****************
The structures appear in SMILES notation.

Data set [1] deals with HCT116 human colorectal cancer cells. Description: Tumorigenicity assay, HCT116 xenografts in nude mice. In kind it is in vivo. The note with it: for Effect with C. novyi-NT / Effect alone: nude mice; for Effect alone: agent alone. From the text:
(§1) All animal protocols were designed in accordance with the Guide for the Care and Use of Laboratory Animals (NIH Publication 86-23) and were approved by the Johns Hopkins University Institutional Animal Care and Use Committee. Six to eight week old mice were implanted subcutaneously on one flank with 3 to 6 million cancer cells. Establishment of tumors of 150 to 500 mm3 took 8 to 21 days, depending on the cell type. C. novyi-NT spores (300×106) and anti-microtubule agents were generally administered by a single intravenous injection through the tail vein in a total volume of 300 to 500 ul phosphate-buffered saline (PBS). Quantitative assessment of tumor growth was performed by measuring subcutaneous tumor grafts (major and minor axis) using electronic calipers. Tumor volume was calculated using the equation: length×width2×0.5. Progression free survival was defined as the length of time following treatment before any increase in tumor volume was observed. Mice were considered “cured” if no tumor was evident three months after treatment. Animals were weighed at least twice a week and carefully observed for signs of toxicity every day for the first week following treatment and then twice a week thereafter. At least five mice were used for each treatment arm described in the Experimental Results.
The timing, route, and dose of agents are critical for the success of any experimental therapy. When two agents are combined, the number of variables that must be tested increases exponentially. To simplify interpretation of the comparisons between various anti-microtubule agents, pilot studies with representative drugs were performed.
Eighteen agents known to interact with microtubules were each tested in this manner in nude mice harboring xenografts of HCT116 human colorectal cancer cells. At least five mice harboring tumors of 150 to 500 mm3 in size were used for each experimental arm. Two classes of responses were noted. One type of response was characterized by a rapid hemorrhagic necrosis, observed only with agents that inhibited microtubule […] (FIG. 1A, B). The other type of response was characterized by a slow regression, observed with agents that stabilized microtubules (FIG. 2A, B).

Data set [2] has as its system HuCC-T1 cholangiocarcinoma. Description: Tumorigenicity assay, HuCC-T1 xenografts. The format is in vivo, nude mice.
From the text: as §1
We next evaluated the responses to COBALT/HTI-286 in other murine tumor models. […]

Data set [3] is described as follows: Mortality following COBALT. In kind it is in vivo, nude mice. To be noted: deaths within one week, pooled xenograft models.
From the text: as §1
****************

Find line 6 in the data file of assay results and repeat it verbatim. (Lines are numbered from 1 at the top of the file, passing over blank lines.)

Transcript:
Data set [2] has as its system HuCC-T1 cholangiocarcinoma. Description: Tumorigenicity assay, HuCC-T1 xenografts. The format is in vivo, nude mice.